Confronting flawed representations of the past
British artist Patrick Waterhouse
has always been fascinated by history, how the past is represented, the conflicting stories that are told, the question of what gets included and what is rubbed out.
He remembers what a revelation it was to discover that different versions of history existed outside the prescribed learning of the classroom. For example, the Francis Drake from Waterhouse’s history lessons at school, an Elizabethan explorer whose daring exploits helped to defeat the Spanish Armada and save England, was quite different to the Drake depicted in Spanish history books. That figure was not a hero but a slave trader and pirate who plundered Spanish ships returning from the colonies in South America.
“It was one of those moments where you realize history is very much in the way the story is told,” Waterhouse said in an interview at his east London studio, where he showed artwork from his latest collection, a beautifully subtle response to flawed representations of the past.
Published by SPBH Editions
, Restricted Images: Made with the Warlpiri of Central Australia by Patrick Waterhouse
was created in collaboration with Indigenous communities in Australia, and is his first major work since winning the Deutsche Borse Photography Prize for Ponte City in 2015. “I was interested in finding communities that were marginalized from the way history was being told by great institutions and having a conversation with them about this,” said Waterhouse, whose work spans photography, drawing, graphic design and other disciplines.
The project began to take shape after Waterhouse visited the Australian outback for the first time in 2011. Travelling through the vast desert, the artist’s encounters with different Aboriginal communities sparked an interest in how Indigenous groups had been represented historically, particularly by 19th century anthropologists such as Baldwin Spencer and Francis James Gillen, whose seminal book The Native Tribes of Central Australia
documents Aboriginal culture, rituals and ceremonies in unprecedented detail. The duo won acclaim for their pioneering work, but some of their actions, including stealing sacred stones and advocating the separation of Aboriginal children of mixed descent from the rest of the Aboriginal population, do not stand up to modern day scrutiny.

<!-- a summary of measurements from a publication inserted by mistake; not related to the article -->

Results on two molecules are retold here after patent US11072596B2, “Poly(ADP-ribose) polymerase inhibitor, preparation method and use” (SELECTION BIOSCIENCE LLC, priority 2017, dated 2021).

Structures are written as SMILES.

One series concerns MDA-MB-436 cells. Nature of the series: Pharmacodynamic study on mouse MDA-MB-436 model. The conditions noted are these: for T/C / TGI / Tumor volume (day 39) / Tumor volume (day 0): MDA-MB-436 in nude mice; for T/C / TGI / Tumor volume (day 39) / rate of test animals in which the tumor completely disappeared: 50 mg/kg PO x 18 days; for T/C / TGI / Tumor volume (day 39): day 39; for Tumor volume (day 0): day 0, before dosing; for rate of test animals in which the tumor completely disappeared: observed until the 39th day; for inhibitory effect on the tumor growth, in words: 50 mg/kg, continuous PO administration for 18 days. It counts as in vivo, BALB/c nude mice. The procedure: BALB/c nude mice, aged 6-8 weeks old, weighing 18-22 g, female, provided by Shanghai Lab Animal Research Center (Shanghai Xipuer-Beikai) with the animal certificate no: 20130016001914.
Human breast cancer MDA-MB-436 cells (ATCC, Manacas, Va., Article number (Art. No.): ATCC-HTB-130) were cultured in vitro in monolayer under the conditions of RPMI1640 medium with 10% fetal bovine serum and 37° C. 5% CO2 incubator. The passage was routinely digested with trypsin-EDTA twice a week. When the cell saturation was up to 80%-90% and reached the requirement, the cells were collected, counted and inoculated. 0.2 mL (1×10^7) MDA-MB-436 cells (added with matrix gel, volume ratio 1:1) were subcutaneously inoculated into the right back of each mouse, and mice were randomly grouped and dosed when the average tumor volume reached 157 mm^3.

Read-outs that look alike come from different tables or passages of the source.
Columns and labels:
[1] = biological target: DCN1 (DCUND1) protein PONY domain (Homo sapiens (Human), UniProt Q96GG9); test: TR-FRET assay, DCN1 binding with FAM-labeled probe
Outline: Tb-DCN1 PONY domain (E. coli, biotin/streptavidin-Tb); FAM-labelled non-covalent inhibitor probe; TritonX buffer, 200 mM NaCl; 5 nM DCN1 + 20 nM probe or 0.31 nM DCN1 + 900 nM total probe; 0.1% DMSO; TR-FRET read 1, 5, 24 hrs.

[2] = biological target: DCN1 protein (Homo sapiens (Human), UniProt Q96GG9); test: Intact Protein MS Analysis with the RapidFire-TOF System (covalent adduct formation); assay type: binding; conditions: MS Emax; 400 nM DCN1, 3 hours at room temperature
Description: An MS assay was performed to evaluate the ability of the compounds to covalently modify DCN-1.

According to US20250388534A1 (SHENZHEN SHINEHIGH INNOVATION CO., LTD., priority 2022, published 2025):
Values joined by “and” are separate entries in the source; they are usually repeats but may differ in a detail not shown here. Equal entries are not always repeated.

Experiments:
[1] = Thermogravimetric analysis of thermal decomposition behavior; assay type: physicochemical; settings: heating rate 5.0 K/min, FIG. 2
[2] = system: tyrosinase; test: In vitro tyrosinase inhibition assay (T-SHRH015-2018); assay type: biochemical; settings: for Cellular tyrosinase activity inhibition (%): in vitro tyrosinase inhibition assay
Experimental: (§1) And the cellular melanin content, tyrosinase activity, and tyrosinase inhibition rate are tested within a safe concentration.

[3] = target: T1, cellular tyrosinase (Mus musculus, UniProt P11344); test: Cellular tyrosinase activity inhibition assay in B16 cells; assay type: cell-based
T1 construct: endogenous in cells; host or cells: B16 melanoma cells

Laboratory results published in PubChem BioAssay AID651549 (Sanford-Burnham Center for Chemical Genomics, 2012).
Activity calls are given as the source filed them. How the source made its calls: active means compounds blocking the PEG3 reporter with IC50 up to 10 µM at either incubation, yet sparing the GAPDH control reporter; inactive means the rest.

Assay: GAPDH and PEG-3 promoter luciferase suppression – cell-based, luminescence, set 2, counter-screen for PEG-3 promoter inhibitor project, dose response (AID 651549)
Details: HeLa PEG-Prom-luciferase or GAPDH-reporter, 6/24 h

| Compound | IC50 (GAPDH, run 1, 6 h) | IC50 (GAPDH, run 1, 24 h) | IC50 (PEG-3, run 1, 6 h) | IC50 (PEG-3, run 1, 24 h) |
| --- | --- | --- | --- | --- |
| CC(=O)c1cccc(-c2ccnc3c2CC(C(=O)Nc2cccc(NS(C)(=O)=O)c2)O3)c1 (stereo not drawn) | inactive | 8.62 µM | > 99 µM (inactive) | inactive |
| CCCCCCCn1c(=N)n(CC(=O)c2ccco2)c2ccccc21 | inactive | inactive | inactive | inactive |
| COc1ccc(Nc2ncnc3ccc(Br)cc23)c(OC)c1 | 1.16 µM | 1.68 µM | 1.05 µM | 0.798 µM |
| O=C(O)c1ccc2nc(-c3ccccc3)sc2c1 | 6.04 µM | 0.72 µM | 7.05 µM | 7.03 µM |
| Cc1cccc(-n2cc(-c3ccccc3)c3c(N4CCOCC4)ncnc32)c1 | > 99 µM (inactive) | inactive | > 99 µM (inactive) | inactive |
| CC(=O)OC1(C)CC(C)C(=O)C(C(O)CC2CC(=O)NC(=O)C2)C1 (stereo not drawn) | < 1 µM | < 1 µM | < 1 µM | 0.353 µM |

“It’s complicated. For the time in which they lived, they were amazingly progressive and reached outside of their culture and really saw Aboriginal people as having a complex belief system. At the same time, when you look at it now, it’s deeply problematic. They used language which is in no way acceptable. They were being given access to information and knowledge by people who didn’t know how it would be disseminated and didn’t know the implications of the camera,” Waterhouse said.
More than a century after Spencer and Gillen began their fieldwork, archives containing thousands of photographs and other artefacts dating back to the colonial era, have become largely inaccessible in institutions across Australia and Europe as attitudes towards them have changed. Images are often restricted with a black box placed in the middle of them to avoid showing pictures that infringe on Aboriginal beliefs. Even though the descendents of the people pictured can decide who is given access these images, much of the material remains locked away and unseen because the identities of subjects were not recorded, and therefore their descendants cannot be traced.
“I came across this phrase in archives on a regular basis – Restricted Images. Yet images were widely disseminated elsewhere. It felt like a metaphor for how people don’t really know how to deal with the historical record,” Waterhouse said.
Waterhouse’s Restricted Images
consciously plays with this metaphor by deliberately handing Aboriginal communities control over their own images. For four years, he worked with Warlpiri artists in Australia’s Northern Territory, taking pictures of them which he turned into black and white prints. The Warlpiri then painted over the prints, enacting their own restrictions using the traditional technique of dot painting.
“It’s another way of people having their identity but us not seeing their identity. Even the name itself [Restricted Images] speaks to whether people want or do not want to be seen, and what we have access to and what we don’t have access to, and who decides that,” Waterhouse said.
The artworks also acknowledge the importance of the Dreaming in Aboriginal culture. The term, which is not easily defined, refers to the story of creation, of how the stars were formed and how the sun came to be, of ancestor spirits who, once they had created the world, transformed into trees, rocks and other sacred sites. The Dreaming links ancient history to the present day and the physical world to the spiritual world. Expressed through song, dance, storytelling and dot painting, Dreaming stories still resonate among Aboriginal communities today.
For Waterhouse, the collaborative element of Restricted Images
was key to exploring the power dynamics of what gets seen, and also the unrecognized natural part of being an artist. “There’s a cult of lone genius in the art world, which is a lie that is in many ways told. But if you go back to any great work, it either speaks to another work or it was made, literally, with other people.”
The significance of Aboriginal art being showcased in a book published by a European company with links to the contemporary art world is not lost on Waterhouse. It simply adds to the debate about the politics of what gets seen, where and by whom.
“Aboriginal art gets put within the box which is seen as ethnographic and anthropological – and the contemporary art world shuns it for that reason,” Waterhouse said. “The process of making this work reframes it and brings it within an institution that in many respects rejected it.”